Welcome to the SkyMorph GSFC Home Page
The JPL archive has been restored and NEAT data are again available (May 7)
The sky is not a painting, it's a movie. Stars pulse, flare, and dim when
least expected. Some even explode as supernova. Exotic objects such as
gamma ray bursters or magnetars can make their presence known when formerly
non-descript objects, perhaps in other galaxies, brighten and fade.
Quasars and other extra-galactic sources can show evidence for prodigious
energy outbursts. Nearer and dearer to us, asteroids and comets streak
across the sky, at times uncomfortably close to the Earth.
SkyMorph enables searches for variable, moving or transient objects. It
provides convenient access to optical images and catalogs generated by the
Near Earth Asteroid Tracking (NEAT) program. These include 693,905 (as of March 28 2010)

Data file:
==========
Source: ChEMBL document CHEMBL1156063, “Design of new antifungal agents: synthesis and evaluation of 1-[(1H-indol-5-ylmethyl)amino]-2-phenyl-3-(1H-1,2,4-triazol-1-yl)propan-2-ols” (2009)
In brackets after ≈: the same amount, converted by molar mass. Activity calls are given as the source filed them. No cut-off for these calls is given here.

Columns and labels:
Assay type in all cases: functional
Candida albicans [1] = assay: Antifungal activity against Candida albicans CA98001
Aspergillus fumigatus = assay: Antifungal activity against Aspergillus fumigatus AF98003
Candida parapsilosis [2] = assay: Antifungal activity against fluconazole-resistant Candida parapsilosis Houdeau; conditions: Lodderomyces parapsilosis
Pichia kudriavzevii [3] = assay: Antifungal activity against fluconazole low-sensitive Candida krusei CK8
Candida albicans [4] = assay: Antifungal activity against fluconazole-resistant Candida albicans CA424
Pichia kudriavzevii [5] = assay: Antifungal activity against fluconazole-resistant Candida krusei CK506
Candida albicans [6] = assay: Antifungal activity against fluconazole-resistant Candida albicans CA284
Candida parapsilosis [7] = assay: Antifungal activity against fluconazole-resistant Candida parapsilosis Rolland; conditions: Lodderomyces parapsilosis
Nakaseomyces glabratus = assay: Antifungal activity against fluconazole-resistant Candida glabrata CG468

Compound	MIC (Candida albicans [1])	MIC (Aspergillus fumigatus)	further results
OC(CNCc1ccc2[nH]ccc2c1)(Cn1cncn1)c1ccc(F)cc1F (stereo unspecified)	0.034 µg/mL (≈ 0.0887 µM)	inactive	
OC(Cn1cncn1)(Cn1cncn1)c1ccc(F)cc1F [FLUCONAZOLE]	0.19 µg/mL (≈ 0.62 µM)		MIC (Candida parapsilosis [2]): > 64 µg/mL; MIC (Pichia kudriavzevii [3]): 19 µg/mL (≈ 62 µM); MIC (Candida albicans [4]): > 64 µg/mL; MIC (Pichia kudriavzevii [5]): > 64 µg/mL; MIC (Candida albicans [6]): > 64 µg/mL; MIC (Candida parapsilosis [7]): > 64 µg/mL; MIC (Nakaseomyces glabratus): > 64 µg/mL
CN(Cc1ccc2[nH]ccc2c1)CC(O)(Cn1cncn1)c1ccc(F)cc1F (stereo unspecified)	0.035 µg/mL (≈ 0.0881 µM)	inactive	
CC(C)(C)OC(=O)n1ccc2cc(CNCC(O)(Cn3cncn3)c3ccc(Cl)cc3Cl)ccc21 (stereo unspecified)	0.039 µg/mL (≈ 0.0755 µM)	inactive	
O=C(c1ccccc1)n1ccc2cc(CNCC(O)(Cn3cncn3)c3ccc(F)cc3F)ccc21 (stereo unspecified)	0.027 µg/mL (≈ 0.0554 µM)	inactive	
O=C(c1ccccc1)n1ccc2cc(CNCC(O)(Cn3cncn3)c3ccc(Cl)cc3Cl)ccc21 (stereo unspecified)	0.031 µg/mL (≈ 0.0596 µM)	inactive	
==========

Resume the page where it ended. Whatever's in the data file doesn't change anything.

CCD images covering a large fraction of the sky. The same region is
typically observed several times each
night, and is revisited on monthly and yearly timescales.
You can elect to search the NEAT catalogs for objects in your selected
region and you can generate SkyView images to compare the NEAT data with.
For moving objects you may check if an object is visible in NEAT and many
other sources including Spacewatch, the original and second generation
Digitized Sky Surveys (DSS and DSS2), HST and other sources.
Moving object searches use ephemerides generated dynamically using NASA's
Horizons project. SkyMorph was developed under NASA's Applied Information Systems Research
SkyMorph was developed under NASA's AISR program. The SkyMorph
team is headed by Principal Investigator
Steven Pravdo (NASA/JPL).
The SkyMorph web site has been developed and is maintained
by Thomas McGlynn (NASA/GSFC/USRA).
Thanks to Albert Mendez (USNA) and the Spacewatch team for access
to and integration of Spacewatch data.
A service of the
Astrophysics Science Division at